At the judicial review the Judge would issue an early warning when he told the court that it was not for him to judge on the fairness of correctness of the tax but only whether it was legal or not. Despite hearing about how badly thought out and implemented the tax was, and even though he may have agreed it was not fair, he declared that it wasn’t illegal and so dismissed the PCG’s case.
The case shook the PCG and dented their confidence. Andy White who had taken a background role returned to the helm as the PCG discovered that while they had been challenging IR35 other Government plans also threatened the livelihoods of contractors. One was the aforementioned fast track visa scheme which instead of being used to fill skills gaps and vacancies was being used by firms to replace UK freelancers with foreign workers willing to work at lower cost. Second, legislation around the new Recruitment Agencies Act threatened to reclassify contractors as temporary workers.
Mutual respect between the Government and the PCG had emerged, senior Labour Lord Haskins declared that the PCG had ‘seriously terrified figures in Whitehall’. Andy White and his team engaged Parliament and Government constructively joining Parliamentary groups and so successful dismantled the fast track visa scheme in a text book campaign and for the agency act they successfully persuaded the DTi to detach contractors from it.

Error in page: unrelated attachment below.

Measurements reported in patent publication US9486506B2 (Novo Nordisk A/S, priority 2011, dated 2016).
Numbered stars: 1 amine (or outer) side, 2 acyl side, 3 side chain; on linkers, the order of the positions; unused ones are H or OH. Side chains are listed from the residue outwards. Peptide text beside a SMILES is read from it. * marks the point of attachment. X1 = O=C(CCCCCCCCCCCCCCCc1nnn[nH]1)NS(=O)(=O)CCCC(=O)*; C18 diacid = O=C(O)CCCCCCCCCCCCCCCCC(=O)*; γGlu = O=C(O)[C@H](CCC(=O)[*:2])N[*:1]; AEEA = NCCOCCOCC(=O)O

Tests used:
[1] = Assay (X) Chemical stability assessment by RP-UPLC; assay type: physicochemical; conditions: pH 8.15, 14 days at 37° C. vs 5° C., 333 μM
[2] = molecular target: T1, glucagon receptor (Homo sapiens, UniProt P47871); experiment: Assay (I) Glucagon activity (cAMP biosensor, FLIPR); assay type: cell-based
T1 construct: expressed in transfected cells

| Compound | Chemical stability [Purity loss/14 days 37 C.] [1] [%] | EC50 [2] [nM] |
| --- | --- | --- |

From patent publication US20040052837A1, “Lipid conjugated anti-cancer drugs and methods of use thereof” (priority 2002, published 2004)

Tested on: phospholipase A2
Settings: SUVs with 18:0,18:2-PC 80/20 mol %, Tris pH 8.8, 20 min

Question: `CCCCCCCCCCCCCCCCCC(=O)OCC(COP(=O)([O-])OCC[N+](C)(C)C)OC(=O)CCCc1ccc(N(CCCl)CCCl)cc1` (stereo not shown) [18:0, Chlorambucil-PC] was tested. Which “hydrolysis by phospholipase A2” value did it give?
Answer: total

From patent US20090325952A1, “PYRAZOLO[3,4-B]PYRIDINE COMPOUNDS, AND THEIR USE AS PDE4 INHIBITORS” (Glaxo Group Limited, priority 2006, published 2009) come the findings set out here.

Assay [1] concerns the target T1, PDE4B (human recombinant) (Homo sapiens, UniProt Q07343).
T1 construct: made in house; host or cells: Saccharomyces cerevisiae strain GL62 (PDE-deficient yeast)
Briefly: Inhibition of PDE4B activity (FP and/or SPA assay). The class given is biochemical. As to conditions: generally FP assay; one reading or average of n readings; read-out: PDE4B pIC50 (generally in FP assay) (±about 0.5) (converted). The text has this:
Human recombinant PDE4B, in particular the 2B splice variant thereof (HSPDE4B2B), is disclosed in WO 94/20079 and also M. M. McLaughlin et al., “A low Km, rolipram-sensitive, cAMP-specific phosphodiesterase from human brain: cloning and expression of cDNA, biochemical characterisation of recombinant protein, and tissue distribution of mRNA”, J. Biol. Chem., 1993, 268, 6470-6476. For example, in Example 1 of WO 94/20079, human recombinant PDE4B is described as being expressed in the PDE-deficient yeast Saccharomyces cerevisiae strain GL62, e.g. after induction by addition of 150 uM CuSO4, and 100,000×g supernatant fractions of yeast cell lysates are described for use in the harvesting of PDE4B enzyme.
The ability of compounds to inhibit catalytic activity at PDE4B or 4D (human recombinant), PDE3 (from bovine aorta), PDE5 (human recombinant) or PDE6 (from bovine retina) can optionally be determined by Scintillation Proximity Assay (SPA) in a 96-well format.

The IR35 judgement had gone to further appeal at the High Court, but again it had been defeated and they ha d been unable to raise sufficient funds for a House of Lords appeal and a referral to the European court. So unable to stop the legislation going on the statute books or to have it declared illegal the PCG had to rethink its strategy. Instead of one knock out blow it would have to defeat the tax through case law.
A difficult argument ensured with Andy White and others arguing for tough contractor insurance and a willingness to continue to fight every case. Others wanted to be more selective about what was fought. Also the PCG now had over 14,000 members and some wanted to consolidate its position as a traditional trade association providing services to its members. The end result was that Andy White and his team left in 2002 and PCG pursued a new course. Thirteen years on the campaign against IR35 is still being fought both by the PCG and by contractors themselves armed with tough insurance and good advice.
Overall the story is on not just of an on-line revolution but of a classic revolution too with the drama of political and personal conflicts both against the Government and within the PCG. The book declares that the campaign ad formation of the PCG were revolutionary in nature it draws parallels with historical revolutions for both good and bad and in particular that the founders of such movements are often victims of it. The book has therefore proved popular with political scientists and social scientists looking at the births of new media. As well as with the contractors who were part of it.
In short ‘Freedom to Freedom’ it tells the story not just of the fight against a tax measure but a contemporary and gripping tale of a birth of internet campaigning, which try as it might through on-line forums and sophisticated tools cannot escape its destiny to be a classic human tale.